Madhumita Nandi is a photographer, researcher and visual anthropologist deeply invested in re-examining and reforming practices of how we say, save and share our collective memories. Her work centers around investigating and subverting the impact of the colonialist archival practices on contemporary society. Her current research mediates the visual and ethno-histories of indigenous communities in Samoa and Greenland.
Madhumita currently works as the artistic co-director of Berlin based cultural organization Oyoun, where she leads projects at intersections of post-colonialism, indigenous education, environment with a special focus on preserving and curating intangible heritage and ephemeral art. Here she curates and creates projects collaborating with artists and practitioners around the world invigorating customs, rituals and embodied memories, pivoting process driven methodologies, decolonial representations and shared healing practices. In her free time, Madhumita enjoys cooking and dancing.
Makossiri is a Kenyan-born electronic music producer/dj who makes club music that defies genre limitations. Rich in narration and soaked in a cinematic atmosphere, her sets are a blend of experimental music, hardcore techno, psy-trance, industrial noise, and african rhythms often mixed in with her own live vocals, outerworldly sounds, and elements of Afro-Futurism and Egyptian mythology.
Makossiri started her musical and artistic journey at a very young age in the church choir in Kenya, then later developing a passion for poetry, acting, songwriting and acoustic guitar. In 2018,she decided to move from Kenya to Kampala and be part of its vibrant artistic scene. In Kampala ,she started organizing fashion pop ups and music events and later on got into deejaying and producing music. Her latest Ep, Juicy Juicy with Hakuna Kulala (under Nyege Nyege Tapes) was released, 1st October 2021.
contributed to our event “Everyday Life in an Imperial Archipelago”, the launch of the digital exhibtion created by our digital fellows Jacinta Kaipat and Theresa Arriola.
Photo credits: KrasaGlobal Photography
Mala Badi is a gender non-conforming performance artist, writer, and political activist from Morocco. Performances and writings arise from Mala’s personal experiences in daily life. Mala wants to increase the visibility of the queer and trans* North African, Imazigh, Muslim and refugee communities. Mala believes that decolonizing art is a necessary political act of affirmation of existence against the global attack and marginalization of the cultures, stories, and collective artistic work of POC and people from the south.
Manuel Bolz is a Master’s student in Cultural Anthropology at the University of Hamburg and is finishing his ethnographic Master’s thesis on the cultural technique of revenge. Previously, he studied German and Cultural Anthropology and completed his Bachelor’s degree with a thesis on health strategies in Hamburg’s sex work at the intersection of knowledge anthropology, medical anthropology, and Science and Technology Studies (STS).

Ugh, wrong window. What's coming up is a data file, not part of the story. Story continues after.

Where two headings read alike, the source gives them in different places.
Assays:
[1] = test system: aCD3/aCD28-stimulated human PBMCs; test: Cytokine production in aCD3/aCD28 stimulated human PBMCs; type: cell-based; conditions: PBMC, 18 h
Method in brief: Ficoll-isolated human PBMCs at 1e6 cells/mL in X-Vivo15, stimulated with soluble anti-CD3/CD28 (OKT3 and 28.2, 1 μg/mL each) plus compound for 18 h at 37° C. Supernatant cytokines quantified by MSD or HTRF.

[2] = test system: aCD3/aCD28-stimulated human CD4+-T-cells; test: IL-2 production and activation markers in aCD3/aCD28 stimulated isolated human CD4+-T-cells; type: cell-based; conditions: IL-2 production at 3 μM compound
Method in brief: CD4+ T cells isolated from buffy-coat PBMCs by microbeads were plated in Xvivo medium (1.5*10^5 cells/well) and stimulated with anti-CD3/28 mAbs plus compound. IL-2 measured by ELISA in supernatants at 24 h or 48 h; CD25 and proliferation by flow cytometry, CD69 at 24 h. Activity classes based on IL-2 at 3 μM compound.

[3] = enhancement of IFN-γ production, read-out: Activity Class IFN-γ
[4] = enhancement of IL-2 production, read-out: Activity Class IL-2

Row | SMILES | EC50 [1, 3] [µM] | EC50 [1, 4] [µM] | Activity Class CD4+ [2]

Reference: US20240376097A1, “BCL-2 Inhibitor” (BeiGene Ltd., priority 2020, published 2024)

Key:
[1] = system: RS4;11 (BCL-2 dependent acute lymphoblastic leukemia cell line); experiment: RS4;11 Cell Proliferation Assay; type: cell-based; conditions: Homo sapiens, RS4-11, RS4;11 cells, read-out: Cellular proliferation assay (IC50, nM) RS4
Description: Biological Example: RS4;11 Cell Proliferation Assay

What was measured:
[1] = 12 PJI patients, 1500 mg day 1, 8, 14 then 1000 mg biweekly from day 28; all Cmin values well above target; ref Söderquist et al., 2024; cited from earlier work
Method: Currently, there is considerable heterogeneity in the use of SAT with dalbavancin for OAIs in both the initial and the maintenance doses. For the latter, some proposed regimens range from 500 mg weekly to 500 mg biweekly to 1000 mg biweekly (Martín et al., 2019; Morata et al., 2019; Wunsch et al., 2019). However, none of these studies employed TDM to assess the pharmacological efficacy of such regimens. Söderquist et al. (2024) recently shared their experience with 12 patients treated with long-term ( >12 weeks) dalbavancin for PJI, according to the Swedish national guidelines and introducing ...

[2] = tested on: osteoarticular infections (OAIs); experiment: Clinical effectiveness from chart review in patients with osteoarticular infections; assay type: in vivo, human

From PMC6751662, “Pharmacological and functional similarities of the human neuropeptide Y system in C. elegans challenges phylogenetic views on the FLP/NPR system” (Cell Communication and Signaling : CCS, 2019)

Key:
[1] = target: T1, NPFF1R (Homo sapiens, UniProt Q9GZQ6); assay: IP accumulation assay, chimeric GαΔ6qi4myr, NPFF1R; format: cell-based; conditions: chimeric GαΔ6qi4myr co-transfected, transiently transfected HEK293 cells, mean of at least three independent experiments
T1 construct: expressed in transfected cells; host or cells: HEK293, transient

In addition to his studies, he was able to gain initial work and teaching experience as a student and research/student assistant and tutor at the Institute for German Studies and the Institute for Anthropological Studies in Culture History at the University of Hamburg, as well as a student employee and the Equality Office. After his graduation he plans a dissertation project.
Bolz, Manuel/ Künzel, Christine (Eds.): Rape and Revenge. Revenge-cultures and sexualized violence in intermedial perspectives, in preparation.
Bolz, Manuel et al. (Eds.): Anthropology of Sex, Gender and Bodies. Kulturwissenschaftliche Perspektiven auf Alltägliches. Hamburger Journal für Kulturanthropologie (HJK), in preparation.
Marckie, as fondly called by his peers, is a former communication and media lecturer and currently finishing his second master’s degree in Visual Anthropology, Media and Documentary Practices. His works center on media history, environmental communication, diaspora studies, LGBTQ studies, media ethnography, religious studies, and digital ethnography. His video on colonial nostalgia is a homage to his first love, History, and his teacher, who stirred his curiosity about Philippine colonization, world affairs, and historical events. Coming from a multiracial background, Marckie wanted to unpack in his future works the holistic effect of race on an individual’s personhood and the impacts of colonization on one’s mentality and identity.
Maximilian Apel is a master’s student in Ethnography at the Humboldt University of Berlin. Working as a student assistant at the CRC 1171 Affective Societies he supports the administration and public relations. His involvement in the production of podcasts and videos meets his interest in Public Anthropology and Science Communication. To challenge the idea of an academic ivory tower through accessible diction, artistic engagement and digital tools is an approach he is thrilled and passionate about. Living and studying in Berlin he developed a curiousness about Urban Anthropology.
(2021, 28 Januar). Affektiver Spaziergang durch den Görlitzer Park. https://affective-societies.de/2021/sfb-1171/affektiver-spaziergang-durch-den-goerlitzer-park/